Monday, October 12, 2015

Warmblood - God of Zombies (2014)

God of Zombies struck me as interesting because it sounds like someone mashed up the progressive death metal finesse of 90s Chuck Schuldiner with the incendiary pep of Sweden's melodic death scene during the same period, and then seasoned it with just a modicum of tech death flair circa stuff like Necrophagist or Arsis. But WITHOUT all the overbearing excess wank that sort of fusion might entail. I was not expecting a lot from this, checking it out based solely on the cover art, and fairly ignorant of the prior two albums they had put out. But I'm glad I's hardly inventive and it's not the sort of thing I'll be listening to forever, but Warmblood's unwillingness to fit too snugly into any one corner of the death metal spectrum works in its favor and provides at least an engaging experience not void of some dexterity or dynamic range.

The album thrives on a contrast between it's thinner rhythm guitar tone and brute guttural vocals. The former isn't going to be for everyone, since it saps the music of some of its potential strength and brutality, but at the same time it ensures the listener is cognitive of each note sequence, of which there are many across the 10 tracks and 37 minutes. Tracks like "Unfaithful Celebrant" implement very clinical sounding harmonies and drifting, fusion inspired leads which definitely bring to mind bands like Atheist, Pestilence, Sadist, Death and Cynic, without sounding directly like them. A lot of sleek, patient thrashing riffs below, and a nice, rounded bass tone which deflects just enough from the rhythm guitar that it really contributes to the overall flow of the effort. Drums sound pretty clear and straightforward...this isn't material which requires the most intense and energetic of beats to function, but it once again invokes a sort of surgical aesthetic to the music which wants you to know exactly where each scalpel is making its incision on your ears.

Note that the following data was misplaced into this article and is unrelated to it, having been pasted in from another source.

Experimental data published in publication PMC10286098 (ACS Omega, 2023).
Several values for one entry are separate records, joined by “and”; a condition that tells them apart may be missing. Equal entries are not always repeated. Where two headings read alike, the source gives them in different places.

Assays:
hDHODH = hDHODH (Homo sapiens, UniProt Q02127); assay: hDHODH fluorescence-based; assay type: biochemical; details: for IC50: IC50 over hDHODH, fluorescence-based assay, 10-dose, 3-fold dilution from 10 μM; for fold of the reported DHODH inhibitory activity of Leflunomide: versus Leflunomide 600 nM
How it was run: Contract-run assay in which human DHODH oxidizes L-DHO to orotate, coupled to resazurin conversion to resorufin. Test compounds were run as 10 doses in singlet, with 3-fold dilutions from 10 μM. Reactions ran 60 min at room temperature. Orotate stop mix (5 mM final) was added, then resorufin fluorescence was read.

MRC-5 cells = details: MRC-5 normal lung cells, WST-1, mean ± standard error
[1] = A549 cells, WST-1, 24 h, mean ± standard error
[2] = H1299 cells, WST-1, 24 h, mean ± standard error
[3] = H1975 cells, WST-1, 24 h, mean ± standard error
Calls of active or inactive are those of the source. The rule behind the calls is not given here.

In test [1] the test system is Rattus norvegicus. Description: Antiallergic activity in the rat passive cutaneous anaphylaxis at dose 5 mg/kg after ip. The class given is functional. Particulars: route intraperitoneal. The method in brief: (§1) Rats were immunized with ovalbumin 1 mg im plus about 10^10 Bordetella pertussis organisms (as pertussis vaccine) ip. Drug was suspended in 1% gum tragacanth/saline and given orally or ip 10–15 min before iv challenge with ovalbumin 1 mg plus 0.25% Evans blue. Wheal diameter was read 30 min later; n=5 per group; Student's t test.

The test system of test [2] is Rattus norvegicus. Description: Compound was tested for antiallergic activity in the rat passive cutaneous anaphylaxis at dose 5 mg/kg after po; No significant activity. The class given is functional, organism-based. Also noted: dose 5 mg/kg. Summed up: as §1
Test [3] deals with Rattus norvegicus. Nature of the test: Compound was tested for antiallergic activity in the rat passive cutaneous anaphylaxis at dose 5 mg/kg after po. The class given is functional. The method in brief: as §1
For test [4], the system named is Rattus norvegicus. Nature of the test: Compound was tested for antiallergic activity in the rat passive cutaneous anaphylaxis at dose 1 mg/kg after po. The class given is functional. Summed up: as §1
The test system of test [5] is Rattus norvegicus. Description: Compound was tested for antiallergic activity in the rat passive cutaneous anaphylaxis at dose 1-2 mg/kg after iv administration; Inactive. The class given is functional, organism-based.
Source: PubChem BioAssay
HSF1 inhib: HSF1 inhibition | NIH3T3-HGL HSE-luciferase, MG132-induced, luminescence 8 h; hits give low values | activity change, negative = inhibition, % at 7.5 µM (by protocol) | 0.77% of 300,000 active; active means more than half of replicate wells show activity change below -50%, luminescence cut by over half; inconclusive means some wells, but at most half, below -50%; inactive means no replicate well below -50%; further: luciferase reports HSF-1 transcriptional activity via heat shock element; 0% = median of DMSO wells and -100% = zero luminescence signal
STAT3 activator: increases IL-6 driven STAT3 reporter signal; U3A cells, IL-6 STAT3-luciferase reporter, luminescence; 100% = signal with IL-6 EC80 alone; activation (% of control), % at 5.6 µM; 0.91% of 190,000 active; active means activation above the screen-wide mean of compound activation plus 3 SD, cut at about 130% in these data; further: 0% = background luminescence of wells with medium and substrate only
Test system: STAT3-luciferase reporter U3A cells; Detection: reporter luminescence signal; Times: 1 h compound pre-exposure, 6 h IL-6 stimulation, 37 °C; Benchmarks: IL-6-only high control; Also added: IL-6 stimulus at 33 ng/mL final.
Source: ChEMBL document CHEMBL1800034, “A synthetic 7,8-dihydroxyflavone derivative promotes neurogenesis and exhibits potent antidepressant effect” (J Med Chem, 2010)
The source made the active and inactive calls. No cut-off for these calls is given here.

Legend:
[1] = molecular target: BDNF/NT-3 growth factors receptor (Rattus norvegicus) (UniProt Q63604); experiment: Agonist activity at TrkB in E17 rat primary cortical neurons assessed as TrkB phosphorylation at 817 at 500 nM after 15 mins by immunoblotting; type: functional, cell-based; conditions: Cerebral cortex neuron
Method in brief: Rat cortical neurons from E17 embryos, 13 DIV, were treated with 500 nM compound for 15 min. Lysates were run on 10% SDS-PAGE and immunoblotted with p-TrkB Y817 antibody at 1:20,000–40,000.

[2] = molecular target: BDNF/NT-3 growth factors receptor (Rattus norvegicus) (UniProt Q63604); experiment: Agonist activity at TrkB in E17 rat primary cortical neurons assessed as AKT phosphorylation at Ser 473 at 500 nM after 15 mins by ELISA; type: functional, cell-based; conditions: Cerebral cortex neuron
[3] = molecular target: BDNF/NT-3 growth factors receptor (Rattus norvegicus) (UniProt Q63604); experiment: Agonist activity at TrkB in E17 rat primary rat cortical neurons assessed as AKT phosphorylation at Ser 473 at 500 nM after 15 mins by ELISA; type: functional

Perhaps unconsciously, the album's better material seems to arrive at its mid and late points, but the opening few numbers are just good enough to whet the aural appetite and lock me into my seat for the rest. The synthesizer intro does well to evoke a little of an 80s horror aesthetic, though the cleaner classically focused guitars of the outro "Ite Missa Est" aren't all that great by themselves...they would have been a good setup for a song somewhere during the track length but don't really feel like an appropriate closure. But this is a minor scratch on an otherwise polished and attractive surface. The Italians will most likely have some appear for those who crave their countrymen like Gory Blister, Sadist, and Illogicist, or the final three Death efforts, but those brief infusions of goofier grooves, and the occasional insertion of At the Gates/Dark Tranquillity-like propulsion balances out the experience enough that not every song becomes an exercise in predictability. Potential here.

Verdict: Win [7.5/10]

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